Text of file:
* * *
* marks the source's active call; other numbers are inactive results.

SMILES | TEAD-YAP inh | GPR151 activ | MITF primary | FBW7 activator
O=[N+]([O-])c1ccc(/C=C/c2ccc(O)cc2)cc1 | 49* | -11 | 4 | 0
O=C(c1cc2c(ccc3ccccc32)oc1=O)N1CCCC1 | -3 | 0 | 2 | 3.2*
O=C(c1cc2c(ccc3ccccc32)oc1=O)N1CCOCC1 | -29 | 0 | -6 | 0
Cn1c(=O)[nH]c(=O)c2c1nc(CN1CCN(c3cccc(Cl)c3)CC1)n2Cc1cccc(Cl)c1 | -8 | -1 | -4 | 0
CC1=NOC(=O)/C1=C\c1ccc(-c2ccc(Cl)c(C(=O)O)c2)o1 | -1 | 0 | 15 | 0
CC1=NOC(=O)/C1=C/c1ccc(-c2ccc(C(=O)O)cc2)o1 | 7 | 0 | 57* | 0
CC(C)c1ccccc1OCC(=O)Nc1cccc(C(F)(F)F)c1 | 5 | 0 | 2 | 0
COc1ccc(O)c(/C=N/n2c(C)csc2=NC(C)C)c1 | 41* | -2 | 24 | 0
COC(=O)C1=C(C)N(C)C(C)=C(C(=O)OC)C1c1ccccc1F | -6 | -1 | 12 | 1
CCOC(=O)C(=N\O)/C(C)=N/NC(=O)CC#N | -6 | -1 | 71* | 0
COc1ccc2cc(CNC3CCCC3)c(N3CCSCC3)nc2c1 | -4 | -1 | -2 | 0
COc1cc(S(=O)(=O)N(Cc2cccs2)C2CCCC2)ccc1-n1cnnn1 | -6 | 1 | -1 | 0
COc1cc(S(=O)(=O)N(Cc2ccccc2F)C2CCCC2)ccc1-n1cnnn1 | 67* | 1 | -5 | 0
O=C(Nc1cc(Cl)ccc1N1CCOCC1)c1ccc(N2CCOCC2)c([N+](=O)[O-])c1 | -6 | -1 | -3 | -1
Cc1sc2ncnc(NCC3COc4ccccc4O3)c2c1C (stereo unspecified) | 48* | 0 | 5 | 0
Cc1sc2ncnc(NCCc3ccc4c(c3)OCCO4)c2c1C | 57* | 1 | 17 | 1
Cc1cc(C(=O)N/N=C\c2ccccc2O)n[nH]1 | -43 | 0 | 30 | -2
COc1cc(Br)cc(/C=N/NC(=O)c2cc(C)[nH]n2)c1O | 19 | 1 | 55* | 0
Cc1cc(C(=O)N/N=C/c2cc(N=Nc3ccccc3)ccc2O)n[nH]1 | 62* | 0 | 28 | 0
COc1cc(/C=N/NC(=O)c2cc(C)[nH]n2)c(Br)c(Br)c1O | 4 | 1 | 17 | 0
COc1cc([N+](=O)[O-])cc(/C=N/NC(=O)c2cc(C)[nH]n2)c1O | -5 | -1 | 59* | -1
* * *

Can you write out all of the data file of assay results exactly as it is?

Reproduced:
* marks the source's active call; other numbers are inactive results.

SMILES | TEAD-YAP inh | GPR151 activ | MITF primary | FBW7 activator
O=[N+]([O-])c1ccc(/C=C/c2ccc(O)cc2)cc1 | 49* | -11 | 4 | 0
O=C(c1cc2c(ccc3ccccc32)oc1=O)N1CCCC1 | -3 | 0 | 2 | 3.2*
O=C(c1cc2c(ccc3ccccc32)oc1=O)N1CCOCC1 | -29 | 0 | -6 | 0
Cn1c(=O)[nH]c(=O)c2c1nc(CN1CCN(c3cccc(Cl)c3)CC1)n2Cc1cccc(Cl)c1 | -8 | -1 | -4 | 0
CC1=NOC(=O)/C1=C\c1ccc(-c2ccc(Cl)c(C(=O)O)c2)o1 | -1 | 0 | 15 | 0
CC1=NOC(=O)/C1=C/c1ccc(-c2ccc(C(=O)O)cc2)o1 | 7 | 0 | 57* | 0
CC(C)c1ccccc1OCC(=O)Nc1cccc(C(F)(F)F)c1 | 5 | 0 | 2 | 0
COc1ccc(O)c(/C=N/n2c(C)csc2=NC(C)C)c1 | 41* | -2 | 24 | 0
COC(=O)C1=C(C)N(C)C(C)=C(C(=O)OC)C1c1ccccc1F | -6 | -1 | 12 | 1
CCOC(=O)C(=N\O)/C(C)=N/NC(=O)CC#N | -6 | -1 | 71* | 0
COc1ccc2cc(CNC3CCCC3)c(N3CCSCC3)nc2c1 | -4 | -1 | -2 | 0
COc1cc(S(=O)(=O)N(Cc2cccs2)C2CCCC2)ccc1-n1cnnn1 | -6 | 1 | -1 | 0
COc1cc(S(=O)(=O)N(Cc2ccccc2F)C2CCCC2)ccc1-n1cnnn1 | 67* | 1 | -5 | 0
O=C(Nc1cc(Cl)ccc1N1CCOCC1)c1ccc(N2CCOCC2)c([N+](=O)[O-])c1 | -6 | -1 | -3 | -1
Cc1sc2ncnc(NCC3COc4ccccc4O3)c2c1C (stereo unspecified) | 48* | 0 | 5 | 0
Cc1sc2ncnc(NCCc3ccc4c(c3)OCCO4)c2c1C | 57* | 1 | 17 | 1
Cc1cc(C(=O)N/N=C\c2ccccc2O)n[nH]1 | -43 | 0 | 30 | -2
COc1cc(Br)cc(/C=N/NC(=O)c2cc(C)[nH]n2)c1O | 19 | 1 | 55* | 0
Cc1cc(C(=O)N/N=C/c2cc(N=Nc3ccccc3)ccc2O)n[nH]1 | 62* | 0 | 28 | 0
COc1cc(/C=N/NC(=O)c2cc(C)[nH]n2)c(Br)c(Br)c1O | 4 | 1 | 17 | 0
COc1cc([N+](=O)[O-])cc(/C=N/NC(=O)c2cc(C)[nH]n2)c1O | -5 | -1 | 59* | -1